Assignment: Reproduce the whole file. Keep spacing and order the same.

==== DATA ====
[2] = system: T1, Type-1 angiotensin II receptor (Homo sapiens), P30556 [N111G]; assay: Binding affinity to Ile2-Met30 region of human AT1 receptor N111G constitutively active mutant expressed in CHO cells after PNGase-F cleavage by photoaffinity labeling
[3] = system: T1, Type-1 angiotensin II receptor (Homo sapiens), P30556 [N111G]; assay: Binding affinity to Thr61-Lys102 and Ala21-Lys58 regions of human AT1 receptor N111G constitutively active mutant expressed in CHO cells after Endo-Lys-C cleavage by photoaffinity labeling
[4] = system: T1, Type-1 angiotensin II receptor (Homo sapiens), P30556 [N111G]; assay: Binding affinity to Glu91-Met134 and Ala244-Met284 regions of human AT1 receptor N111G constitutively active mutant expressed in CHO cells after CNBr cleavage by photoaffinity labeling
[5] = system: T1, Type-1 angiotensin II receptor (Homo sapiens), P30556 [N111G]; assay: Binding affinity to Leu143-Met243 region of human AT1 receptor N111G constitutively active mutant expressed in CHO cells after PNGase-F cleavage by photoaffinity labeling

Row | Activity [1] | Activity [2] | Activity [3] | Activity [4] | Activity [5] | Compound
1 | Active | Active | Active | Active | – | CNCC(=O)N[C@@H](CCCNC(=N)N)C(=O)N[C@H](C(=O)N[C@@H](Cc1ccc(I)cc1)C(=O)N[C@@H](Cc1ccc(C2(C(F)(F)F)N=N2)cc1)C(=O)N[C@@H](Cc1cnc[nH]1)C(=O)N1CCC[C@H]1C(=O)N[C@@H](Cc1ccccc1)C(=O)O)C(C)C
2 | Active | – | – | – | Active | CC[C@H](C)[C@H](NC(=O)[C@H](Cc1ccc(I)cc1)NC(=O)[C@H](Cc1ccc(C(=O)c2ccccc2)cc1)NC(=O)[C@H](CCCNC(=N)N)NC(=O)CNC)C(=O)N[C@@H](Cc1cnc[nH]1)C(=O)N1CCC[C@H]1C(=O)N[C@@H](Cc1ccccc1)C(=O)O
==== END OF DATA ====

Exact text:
[2] = system: T1, Type-1 angiotensin II receptor (Homo sapiens), P30556 [N111G]; assay: Binding affinity to Ile2-Met30 region of human AT1 receptor N111G constitutively active mutant expressed in CHO cells after PNGase-F cleavage by photoaffinity labeling
[3] = system: T1, Type-1 angiotensin II receptor (Homo sapiens), P30556 [N111G]; assay: Binding affinity to Thr61-Lys102 and Ala21-Lys58 regions of human AT1 receptor N111G constitutively active mutant expressed in CHO cells after Endo-Lys-C cleavage by photoaffinity labeling
[4] = system: T1, Type-1 angiotensin II receptor (Homo sapiens), P30556 [N111G]; assay: Binding affinity to Glu91-Met134 and Ala244-Met284 regions of human AT1 receptor N111G constitutively active mutant expressed in CHO cells after CNBr cleavage by photoaffinity labeling
[5] = system: T1, Type-1 angiotensin II receptor (Homo sapiens), P30556 [N111G]; assay: Binding affinity to Leu143-Met243 region of human AT1 receptor N111G constitutively active mutant expressed in CHO cells after PNGase-F cleavage by photoaffinity labeling

Row | Activity [1] | Activity [2] | Activity [3] | Activity [4] | Activity [5] | Compound
1 | Active | Active | Active | Active | – | CNCC(=O)N[C@@H](CCCNC(=N)N)C(=O)N[C@H](C(=O)N[C@@H](Cc1ccc(I)cc1)C(=O)N[C@@H](Cc1ccc(C2(C(F)(F)F)N=N2)cc1)C(=O)N[C@@H](Cc1cnc[nH]1)C(=O)N1CCC[C@H]1C(=O)N[C@@H](Cc1ccccc1)C(=O)O)C(C)C
2 | Active | – | – | – | Active | CC[C@H](C)[C@H](NC(=O)[C@H](Cc1ccc(I)cc1)NC(=O)[C@H](Cc1ccc(C(=O)c2ccccc2)cc1)NC(=O)[C@H](CCCNC(=N)N)NC(=O)CNC)C(=O)N[C@@H](Cc1cnc[nH]1)C(=O)N1CCC[C@H]1C(=O)N[C@@H](Cc1ccccc1)C(=O)O